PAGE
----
Memorial Day


Memorial Day is a federally recognized holiday that occurs on the final Monday of May. It is dedicated to remembering the men and women who died while serving in the U. S. Armed Forces. While the origins of this day go back to the Civil War, Memorial Day is by its very nature an extension of holiday traditions occurring in many countries that recognize those that have passed from our world.

In addition, Memorial Day marks the beginning of summer vacation season while Labor Day, the first Monday in September, marks the end. Millions of Americans take their vacations during this time of year as well as visit cemeteries to honor not only those who served their country, but also their own family and relations as well.

Memorial Day

The History of Memorial Day

Putting flowers on the graves of fallen soldiers is a tradition that goes back thousands of years. Before the Civil War, the graves of soldiers were decorated with flowers and other objects of remembrance, but there was not official day that was recognized for this event.

It was the Civil War that brought about the origins of Memorial Day. The number of soldiers killed during the war greatly exceeded anything in U. S. history and the profound effect was felt even during the early years of the war itself.

Different communities in the North and South declared particular days one of remembrance for their fallen soldiers. The City of Savannah, Georgia documented that women decorated the graves of soldiers in 1862 while historians point to the city of Boalsburg, Pennsylvania where the women decorated soldiers’ graves on July 4th, 1864. To this day, Boalsburg promotes this day as being the birthplace of Memorial Day.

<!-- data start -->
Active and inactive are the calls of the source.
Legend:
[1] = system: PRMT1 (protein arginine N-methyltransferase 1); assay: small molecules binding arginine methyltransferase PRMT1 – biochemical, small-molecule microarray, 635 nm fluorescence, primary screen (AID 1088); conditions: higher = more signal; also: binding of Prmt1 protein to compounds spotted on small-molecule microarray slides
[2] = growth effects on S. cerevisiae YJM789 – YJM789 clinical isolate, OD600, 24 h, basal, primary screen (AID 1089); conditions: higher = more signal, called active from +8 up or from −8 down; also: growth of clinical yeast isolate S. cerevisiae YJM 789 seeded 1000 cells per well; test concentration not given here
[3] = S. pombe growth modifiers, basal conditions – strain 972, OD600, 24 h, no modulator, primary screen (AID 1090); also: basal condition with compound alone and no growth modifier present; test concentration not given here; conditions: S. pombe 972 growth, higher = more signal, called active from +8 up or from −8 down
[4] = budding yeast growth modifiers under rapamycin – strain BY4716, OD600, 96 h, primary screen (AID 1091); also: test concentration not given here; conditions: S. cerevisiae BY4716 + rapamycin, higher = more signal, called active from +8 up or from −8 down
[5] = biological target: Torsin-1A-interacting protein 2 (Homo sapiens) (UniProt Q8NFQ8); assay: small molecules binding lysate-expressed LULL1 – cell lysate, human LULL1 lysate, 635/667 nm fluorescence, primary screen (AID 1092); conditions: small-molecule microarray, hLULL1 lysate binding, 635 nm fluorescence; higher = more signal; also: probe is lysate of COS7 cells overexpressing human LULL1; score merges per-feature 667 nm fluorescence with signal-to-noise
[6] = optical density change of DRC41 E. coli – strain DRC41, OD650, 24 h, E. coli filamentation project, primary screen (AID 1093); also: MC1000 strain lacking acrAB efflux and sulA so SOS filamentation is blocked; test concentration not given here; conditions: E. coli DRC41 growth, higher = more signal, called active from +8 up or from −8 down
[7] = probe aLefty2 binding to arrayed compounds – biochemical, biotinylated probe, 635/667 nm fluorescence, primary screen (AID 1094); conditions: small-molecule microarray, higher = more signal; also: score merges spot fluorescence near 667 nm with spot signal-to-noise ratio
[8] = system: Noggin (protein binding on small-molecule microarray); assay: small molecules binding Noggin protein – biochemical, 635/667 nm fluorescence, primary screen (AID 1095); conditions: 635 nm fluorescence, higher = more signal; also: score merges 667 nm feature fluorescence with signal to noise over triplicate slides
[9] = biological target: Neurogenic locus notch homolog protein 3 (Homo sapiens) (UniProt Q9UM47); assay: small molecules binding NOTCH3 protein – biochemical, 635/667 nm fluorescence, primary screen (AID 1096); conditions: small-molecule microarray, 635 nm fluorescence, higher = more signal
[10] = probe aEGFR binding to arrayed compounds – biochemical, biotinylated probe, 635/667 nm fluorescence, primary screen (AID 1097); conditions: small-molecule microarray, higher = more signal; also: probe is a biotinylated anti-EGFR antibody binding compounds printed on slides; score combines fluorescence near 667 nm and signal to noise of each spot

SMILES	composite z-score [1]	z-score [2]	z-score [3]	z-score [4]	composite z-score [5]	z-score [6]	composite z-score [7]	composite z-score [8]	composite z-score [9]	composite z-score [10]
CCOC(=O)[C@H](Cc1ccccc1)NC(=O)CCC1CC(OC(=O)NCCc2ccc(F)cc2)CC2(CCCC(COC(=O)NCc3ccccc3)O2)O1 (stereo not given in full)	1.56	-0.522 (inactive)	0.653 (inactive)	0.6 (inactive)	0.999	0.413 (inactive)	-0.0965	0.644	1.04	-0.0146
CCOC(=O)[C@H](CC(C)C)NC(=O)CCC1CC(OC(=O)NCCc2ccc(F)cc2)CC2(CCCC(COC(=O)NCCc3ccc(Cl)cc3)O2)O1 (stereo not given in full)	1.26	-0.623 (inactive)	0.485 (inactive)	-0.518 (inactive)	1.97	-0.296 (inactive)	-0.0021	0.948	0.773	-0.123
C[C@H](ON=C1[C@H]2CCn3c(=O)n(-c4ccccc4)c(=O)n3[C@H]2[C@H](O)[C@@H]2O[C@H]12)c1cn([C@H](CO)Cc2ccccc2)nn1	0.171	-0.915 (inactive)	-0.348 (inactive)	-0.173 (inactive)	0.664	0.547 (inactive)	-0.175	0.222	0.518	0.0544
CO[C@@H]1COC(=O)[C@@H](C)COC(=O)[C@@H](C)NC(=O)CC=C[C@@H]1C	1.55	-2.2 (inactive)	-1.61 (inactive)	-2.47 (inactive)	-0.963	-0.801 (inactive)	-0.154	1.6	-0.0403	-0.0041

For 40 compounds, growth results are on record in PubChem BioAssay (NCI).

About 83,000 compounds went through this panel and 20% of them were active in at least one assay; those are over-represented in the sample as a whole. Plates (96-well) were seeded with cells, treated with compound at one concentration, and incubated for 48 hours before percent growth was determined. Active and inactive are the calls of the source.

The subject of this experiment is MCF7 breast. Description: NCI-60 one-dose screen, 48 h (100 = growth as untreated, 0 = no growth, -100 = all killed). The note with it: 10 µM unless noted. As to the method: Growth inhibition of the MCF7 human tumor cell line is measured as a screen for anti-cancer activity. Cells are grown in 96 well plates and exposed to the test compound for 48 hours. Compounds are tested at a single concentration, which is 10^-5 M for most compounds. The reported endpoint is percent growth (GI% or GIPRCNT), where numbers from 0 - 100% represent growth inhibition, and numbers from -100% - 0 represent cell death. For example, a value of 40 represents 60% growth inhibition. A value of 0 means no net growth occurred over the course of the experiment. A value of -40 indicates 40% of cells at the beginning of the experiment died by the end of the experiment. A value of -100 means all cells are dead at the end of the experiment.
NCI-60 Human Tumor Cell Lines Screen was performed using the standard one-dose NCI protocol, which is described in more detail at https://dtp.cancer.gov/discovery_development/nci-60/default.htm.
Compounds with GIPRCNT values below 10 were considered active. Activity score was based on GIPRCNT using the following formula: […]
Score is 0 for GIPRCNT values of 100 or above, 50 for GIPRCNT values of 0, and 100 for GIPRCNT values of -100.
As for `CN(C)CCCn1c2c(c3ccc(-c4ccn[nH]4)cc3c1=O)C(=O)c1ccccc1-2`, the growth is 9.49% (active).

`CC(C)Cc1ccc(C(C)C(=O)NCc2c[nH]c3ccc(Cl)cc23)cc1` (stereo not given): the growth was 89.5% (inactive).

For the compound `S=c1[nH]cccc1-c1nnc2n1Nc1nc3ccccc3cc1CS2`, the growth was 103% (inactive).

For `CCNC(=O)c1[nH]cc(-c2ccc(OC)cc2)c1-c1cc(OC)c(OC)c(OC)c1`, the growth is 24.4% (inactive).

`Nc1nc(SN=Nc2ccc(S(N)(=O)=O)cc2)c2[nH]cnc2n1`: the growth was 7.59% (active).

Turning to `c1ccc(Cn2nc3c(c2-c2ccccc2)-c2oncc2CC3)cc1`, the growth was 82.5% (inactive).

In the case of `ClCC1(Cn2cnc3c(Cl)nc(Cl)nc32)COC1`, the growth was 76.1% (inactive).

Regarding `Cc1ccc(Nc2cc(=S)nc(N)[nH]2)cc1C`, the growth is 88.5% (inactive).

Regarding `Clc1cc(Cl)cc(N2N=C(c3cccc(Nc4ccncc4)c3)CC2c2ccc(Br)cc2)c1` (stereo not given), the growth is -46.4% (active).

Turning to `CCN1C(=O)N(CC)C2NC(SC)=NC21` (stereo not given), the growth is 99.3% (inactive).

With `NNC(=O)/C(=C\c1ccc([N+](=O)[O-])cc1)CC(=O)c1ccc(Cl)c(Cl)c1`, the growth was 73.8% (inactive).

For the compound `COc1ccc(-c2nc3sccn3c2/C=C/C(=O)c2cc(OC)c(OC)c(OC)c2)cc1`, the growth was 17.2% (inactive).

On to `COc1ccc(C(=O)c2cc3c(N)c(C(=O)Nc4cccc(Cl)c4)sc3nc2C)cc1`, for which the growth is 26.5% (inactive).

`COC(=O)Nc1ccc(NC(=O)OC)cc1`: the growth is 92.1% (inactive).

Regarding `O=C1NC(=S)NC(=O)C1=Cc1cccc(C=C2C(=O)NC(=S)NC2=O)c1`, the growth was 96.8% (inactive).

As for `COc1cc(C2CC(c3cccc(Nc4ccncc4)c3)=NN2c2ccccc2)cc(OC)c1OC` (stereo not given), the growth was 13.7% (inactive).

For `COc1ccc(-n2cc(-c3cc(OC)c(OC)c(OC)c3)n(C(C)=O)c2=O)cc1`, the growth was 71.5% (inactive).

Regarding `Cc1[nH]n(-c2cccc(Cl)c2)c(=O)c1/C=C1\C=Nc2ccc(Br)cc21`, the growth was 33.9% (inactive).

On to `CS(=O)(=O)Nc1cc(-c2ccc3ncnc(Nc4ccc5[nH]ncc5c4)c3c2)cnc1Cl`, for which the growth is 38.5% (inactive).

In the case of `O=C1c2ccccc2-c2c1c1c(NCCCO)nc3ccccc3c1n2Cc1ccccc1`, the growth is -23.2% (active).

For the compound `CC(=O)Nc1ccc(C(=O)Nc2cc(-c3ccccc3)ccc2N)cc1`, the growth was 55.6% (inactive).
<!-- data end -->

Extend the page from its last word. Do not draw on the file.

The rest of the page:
However, the end of the war with over 600,000 dead (including President Abraham Lincoln who was assassinated) took on an even greater significance than ever before. The practice of formally decorating the graves had formed across the U. S. as the federal government created national cemeteries to bury the war dead.

The first widely publicized observance occurred in Charleston, South Carolina on May 1st, 1865 at the unmarked graves of Union soldiers who died in nearby prisons. The May Day ceremony drew nearly 10,000 people including 3,000 school children and a broad section of the local population. Many brought flowers to the graves which would afterwards be called the “First Decoration Day”.

Over the next century, the day would be celebrated by many communities in the U. S., although no single, formal day was actually recognized. What was known as “Decoration Day” was held during the month of May across the U. S. with the actual day depending on what each community decided to recognize. This would all change on May 26th, 1966 as President Lyndon Johnson signed a proclamation declaring Waterloo, New York as the birthplace of Memorial Day.

Earlier that day, the U. S. Congress passed House Resolution 587 which recognized Memorial Day as a national holiday as the fourth Monday of May. This act along with the Presidential proclamation solidified Memorial Day across the U. S. and created what we now know as one of our most important national holidays.

 

Rumor Has It …

… that the Memorial Day BBQ was first invented by a guy name Willy Nilly who drank too much beer and was overheard shouting at the neighbor’s dog, “When pigs freeze over first!” To this day, no one knows exactly what this means.

 

Leave a comment